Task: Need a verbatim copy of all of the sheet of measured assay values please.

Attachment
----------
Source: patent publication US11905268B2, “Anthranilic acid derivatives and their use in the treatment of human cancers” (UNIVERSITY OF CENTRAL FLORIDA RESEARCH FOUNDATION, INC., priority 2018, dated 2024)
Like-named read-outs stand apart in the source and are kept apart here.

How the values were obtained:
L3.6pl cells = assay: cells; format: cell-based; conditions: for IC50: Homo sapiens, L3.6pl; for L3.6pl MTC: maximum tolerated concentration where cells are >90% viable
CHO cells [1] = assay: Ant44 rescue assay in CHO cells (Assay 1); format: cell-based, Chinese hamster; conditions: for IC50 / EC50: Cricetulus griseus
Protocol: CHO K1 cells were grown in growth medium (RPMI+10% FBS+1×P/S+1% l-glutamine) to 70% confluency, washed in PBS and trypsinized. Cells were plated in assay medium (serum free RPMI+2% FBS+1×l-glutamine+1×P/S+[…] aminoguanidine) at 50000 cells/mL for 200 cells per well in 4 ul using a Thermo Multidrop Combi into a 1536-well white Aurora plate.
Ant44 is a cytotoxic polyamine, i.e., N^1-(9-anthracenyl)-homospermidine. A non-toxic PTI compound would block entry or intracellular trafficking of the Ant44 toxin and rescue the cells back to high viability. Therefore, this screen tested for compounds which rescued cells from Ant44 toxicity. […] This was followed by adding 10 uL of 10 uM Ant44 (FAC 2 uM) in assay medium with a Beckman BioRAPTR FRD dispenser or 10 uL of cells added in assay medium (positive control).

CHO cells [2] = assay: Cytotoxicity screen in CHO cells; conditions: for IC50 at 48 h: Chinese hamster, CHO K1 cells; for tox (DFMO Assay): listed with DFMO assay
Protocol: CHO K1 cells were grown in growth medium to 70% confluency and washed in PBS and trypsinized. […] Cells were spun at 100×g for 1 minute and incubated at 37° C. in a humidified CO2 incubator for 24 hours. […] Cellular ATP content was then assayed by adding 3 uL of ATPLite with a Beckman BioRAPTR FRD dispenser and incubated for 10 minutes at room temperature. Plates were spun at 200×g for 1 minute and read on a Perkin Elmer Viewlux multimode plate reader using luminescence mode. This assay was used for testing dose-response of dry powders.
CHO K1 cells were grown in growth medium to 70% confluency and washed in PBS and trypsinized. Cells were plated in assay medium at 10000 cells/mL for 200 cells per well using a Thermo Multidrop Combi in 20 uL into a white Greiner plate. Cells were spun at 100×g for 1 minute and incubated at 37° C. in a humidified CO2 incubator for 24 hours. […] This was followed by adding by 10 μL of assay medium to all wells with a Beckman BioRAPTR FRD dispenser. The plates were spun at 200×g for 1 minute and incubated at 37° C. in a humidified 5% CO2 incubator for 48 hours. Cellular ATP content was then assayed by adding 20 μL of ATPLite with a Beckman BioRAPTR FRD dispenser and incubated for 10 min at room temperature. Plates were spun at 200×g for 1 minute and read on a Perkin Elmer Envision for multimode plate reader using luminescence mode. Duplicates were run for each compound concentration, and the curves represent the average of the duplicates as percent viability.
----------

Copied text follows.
Source: patent publication US11905268B2, “Anthranilic acid derivatives and their use in the treatment of human cancers” (UNIVERSITY OF CENTRAL FLORIDA RESEARCH FOUNDATION, INC., priority 2018, dated 2024)
Like-named read-outs stand apart in the source and are kept apart here.

How the values were obtained:
L3.6pl cells = assay: cells; format: cell-based; conditions: for IC50: Homo sapiens, L3.6pl; for L3.6pl MTC: maximum tolerated concentration where cells are >90% viable
CHO cells [1] = assay: Ant44 rescue assay in CHO cells (Assay 1); format: cell-based, Chinese hamster; conditions: for IC50 / EC50: Cricetulus griseus
Protocol: CHO K1 cells were grown in growth medium (RPMI+10% FBS+1×P/S+1% l-glutamine) to 70% confluency, washed in PBS and trypsinized. Cells were plated in assay medium (serum free RPMI+2% FBS+1×l-glutamine+1×P/S+[…] aminoguanidine) at 50000 cells/mL for 200 cells per well in 4 ul using a Thermo Multidrop Combi into a 1536-well white Aurora plate.
Ant44 is a cytotoxic polyamine, i.e., N^1-(9-anthracenyl)-homospermidine. A non-toxic PTI compound would block entry or intracellular trafficking of the Ant44 toxin and rescue the cells back to high viability. Therefore, this screen tested for compounds which rescued cells from Ant44 toxicity. […] This was followed by adding 10 uL of 10 uM Ant44 (FAC 2 uM) in assay medium with a Beckman BioRAPTR FRD dispenser or 10 uL of cells added in assay medium (positive control).

CHO cells [2] = assay: Cytotoxicity screen in CHO cells; conditions: for IC50 at 48 h: Chinese hamster, CHO K1 cells; for tox (DFMO Assay): listed with DFMO assay
Protocol: CHO K1 cells were grown in growth medium to 70% confluency and washed in PBS and trypsinized. […] Cells were spun at 100×g for 1 minute and incubated at 37° C. in a humidified CO2 incubator for 24 hours. […] Cellular ATP content was then assayed by adding 3 uL of ATPLite with a Beckman BioRAPTR FRD dispenser and incubated for 10 minutes at room temperature. Plates were spun at 200×g for 1 minute and read on a Perkin Elmer Viewlux multimode plate reader using luminescence mode. This assay was used for testing dose-response of dry powders.
CHO K1 cells were grown in growth medium to 70% confluency and washed in PBS and trypsinized. Cells were plated in assay medium at 10000 cells/mL for 200 cells per well using a Thermo Multidrop Combi in 20 uL into a white Greiner plate. Cells were spun at 100×g for 1 minute and incubated at 37° C. in a humidified CO2 incubator for 24 hours. […] This was followed by adding by 10 μL of assay medium to all wells with a Beckman BioRAPTR FRD dispenser. The plates were spun at 200×g for 1 minute and incubated at 37° C. in a humidified 5% CO2 incubator for 48 hours. Cellular ATP content was then assayed by adding 20 μL of ATPLite with a Beckman BioRAPTR FRD dispenser and incubated for 10 min at room temperature. Plates were spun at 200×g for 1 minute and read on a Perkin Elmer Envision for multimode plate reader using luminescence mode. Duplicates were run for each compound concentration, and the curves represent the average of the duplicates as percent viability.